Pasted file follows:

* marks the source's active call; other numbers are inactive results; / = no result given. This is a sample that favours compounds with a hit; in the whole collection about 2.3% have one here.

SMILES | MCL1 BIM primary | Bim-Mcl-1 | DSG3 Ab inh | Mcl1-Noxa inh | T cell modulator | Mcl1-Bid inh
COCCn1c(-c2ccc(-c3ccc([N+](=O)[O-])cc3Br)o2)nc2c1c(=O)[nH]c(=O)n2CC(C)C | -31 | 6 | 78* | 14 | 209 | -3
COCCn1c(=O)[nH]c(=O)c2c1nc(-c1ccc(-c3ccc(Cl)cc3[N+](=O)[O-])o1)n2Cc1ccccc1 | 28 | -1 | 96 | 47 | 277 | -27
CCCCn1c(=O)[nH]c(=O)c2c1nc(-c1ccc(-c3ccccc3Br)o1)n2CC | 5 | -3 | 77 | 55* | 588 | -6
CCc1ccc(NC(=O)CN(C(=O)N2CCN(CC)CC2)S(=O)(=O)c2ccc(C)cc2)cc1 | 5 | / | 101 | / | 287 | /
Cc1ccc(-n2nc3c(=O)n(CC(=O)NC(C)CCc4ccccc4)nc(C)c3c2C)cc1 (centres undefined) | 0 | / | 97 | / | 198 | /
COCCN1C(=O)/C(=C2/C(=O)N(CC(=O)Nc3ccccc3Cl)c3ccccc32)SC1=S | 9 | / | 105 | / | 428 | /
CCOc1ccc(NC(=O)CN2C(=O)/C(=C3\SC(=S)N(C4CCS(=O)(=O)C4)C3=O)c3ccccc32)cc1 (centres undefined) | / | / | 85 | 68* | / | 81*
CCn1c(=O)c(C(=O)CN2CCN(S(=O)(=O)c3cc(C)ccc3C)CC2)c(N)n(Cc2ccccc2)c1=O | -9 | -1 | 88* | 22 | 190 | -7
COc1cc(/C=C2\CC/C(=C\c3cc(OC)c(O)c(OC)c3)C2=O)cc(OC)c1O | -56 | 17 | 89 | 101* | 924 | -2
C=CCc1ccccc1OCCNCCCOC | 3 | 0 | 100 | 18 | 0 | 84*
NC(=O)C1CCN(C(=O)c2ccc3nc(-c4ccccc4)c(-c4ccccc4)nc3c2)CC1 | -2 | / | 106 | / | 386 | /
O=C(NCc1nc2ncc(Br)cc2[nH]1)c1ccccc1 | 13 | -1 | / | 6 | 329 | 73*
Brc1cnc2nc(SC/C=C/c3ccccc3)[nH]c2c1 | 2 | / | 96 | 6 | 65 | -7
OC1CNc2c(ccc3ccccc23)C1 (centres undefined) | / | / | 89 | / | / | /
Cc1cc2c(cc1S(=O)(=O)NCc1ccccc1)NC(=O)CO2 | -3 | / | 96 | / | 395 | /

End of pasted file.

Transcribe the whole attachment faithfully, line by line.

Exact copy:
* marks the source's active call; other numbers are inactive results; / = no result given. This is a sample that favours compounds with a hit; in the whole collection about 2.3% have one here.

SMILES | MCL1 BIM primary | Bim-Mcl-1 | DSG3 Ab inh | Mcl1-Noxa inh | T cell modulator | Mcl1-Bid inh
COCCn1c(-c2ccc(-c3ccc([N+](=O)[O-])cc3Br)o2)nc2c1c(=O)[nH]c(=O)n2CC(C)C | -31 | 6 | 78* | 14 | 209 | -3
COCCn1c(=O)[nH]c(=O)c2c1nc(-c1ccc(-c3ccc(Cl)cc3[N+](=O)[O-])o1)n2Cc1ccccc1 | 28 | -1 | 96 | 47 | 277 | -27
CCCCn1c(=O)[nH]c(=O)c2c1nc(-c1ccc(-c3ccccc3Br)o1)n2CC | 5 | -3 | 77 | 55* | 588 | -6
CCc1ccc(NC(=O)CN(C(=O)N2CCN(CC)CC2)S(=O)(=O)c2ccc(C)cc2)cc1 | 5 | / | 101 | / | 287 | /
Cc1ccc(-n2nc3c(=O)n(CC(=O)NC(C)CCc4ccccc4)nc(C)c3c2C)cc1 (centres undefined) | 0 | / | 97 | / | 198 | /
COCCN1C(=O)/C(=C2/C(=O)N(CC(=O)Nc3ccccc3Cl)c3ccccc32)SC1=S | 9 | / | 105 | / | 428 | /
CCOc1ccc(NC(=O)CN2C(=O)/C(=C3\SC(=S)N(C4CCS(=O)(=O)C4)C3=O)c3ccccc32)cc1 (centres undefined) | / | / | 85 | 68* | / | 81*
CCn1c(=O)c(C(=O)CN2CCN(S(=O)(=O)c3cc(C)ccc3C)CC2)c(N)n(Cc2ccccc2)c1=O | -9 | -1 | 88* | 22 | 190 | -7
COc1cc(/C=C2\CC/C(=C\c3cc(OC)c(O)c(OC)c3)C2=O)cc(OC)c1O | -56 | 17 | 89 | 101* | 924 | -2
C=CCc1ccccc1OCCNCCCOC | 3 | 0 | 100 | 18 | 0 | 84*
NC(=O)C1CCN(C(=O)c2ccc3nc(-c4ccccc4)c(-c4ccccc4)nc3c2)CC1 | -2 | / | 106 | / | 386 | /
O=C(NCc1nc2ncc(Br)cc2[nH]1)c1ccccc1 | 13 | -1 | / | 6 | 329 | 73*
Brc1cnc2nc(SC/C=C/c3ccccc3)[nH]c2c1 | 2 | / | 96 | 6 | 65 | -7
OC1CNc2c(ccc3ccccc23)C1 (centres undefined) | / | / | 89 | / | / | /
Cc1cc2c(cc1S(=O)(=O)NCc1ccccc1)NC(=O)CO2 | -3 | / | 96 | / | 395 | /